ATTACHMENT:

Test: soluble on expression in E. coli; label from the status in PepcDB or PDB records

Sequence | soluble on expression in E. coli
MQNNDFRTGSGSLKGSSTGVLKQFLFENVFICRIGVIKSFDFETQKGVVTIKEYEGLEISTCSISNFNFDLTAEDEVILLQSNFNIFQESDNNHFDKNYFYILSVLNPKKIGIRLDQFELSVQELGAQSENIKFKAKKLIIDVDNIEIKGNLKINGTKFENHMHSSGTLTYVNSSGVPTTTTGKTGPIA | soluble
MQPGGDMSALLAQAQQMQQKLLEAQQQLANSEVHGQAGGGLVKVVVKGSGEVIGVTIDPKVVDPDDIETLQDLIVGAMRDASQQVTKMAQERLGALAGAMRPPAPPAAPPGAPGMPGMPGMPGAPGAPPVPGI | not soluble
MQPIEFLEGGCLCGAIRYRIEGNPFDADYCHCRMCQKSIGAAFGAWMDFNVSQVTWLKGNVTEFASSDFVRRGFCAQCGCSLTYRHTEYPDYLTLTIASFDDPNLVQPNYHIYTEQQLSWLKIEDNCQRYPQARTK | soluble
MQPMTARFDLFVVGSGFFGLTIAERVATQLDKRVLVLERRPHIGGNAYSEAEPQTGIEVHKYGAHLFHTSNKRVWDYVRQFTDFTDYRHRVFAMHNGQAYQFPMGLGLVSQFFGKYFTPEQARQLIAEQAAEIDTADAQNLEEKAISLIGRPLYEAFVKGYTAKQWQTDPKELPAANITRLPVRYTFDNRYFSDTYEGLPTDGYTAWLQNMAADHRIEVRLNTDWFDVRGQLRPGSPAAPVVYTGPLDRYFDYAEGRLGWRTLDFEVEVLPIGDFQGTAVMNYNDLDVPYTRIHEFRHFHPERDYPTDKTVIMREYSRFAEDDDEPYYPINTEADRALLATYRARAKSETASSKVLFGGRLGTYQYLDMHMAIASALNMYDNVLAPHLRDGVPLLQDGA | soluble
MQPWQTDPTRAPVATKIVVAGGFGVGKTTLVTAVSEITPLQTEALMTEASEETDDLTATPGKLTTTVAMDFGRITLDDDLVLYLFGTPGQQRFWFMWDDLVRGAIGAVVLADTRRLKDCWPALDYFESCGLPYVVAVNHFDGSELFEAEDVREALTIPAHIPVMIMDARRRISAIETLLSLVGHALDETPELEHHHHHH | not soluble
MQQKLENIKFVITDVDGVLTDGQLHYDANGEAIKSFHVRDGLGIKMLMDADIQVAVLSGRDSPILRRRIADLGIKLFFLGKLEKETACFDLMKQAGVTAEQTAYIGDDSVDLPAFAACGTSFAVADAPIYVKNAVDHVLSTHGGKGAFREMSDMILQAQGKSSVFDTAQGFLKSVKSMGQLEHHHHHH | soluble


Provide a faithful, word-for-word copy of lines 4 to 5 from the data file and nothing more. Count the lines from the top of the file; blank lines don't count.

MQPGGDMSALLAQAQQMQQKLLEAQQQLANSEVHGQAGGGLVKVVVKGSGEVIGVTIDPKVVDPDDIETLQDLIVGAMRDASQQVTKMAQERLGALAGAMRPPAPPAAPPGAPGMPGMPGMPGAPGAPPVPGI | not soluble
MQPIEFLEGGCLCGAIRYRIEGNPFDADYCHCRMCQKSIGAAFGAWMDFNVSQVTWLKGNVTEFASSDFVRRGFCAQCGCSLTYRHTEYPDYLTLTIASFDDPNLVQPNYHIYTEQQLSWLKIEDNCQRYPQARTK | soluble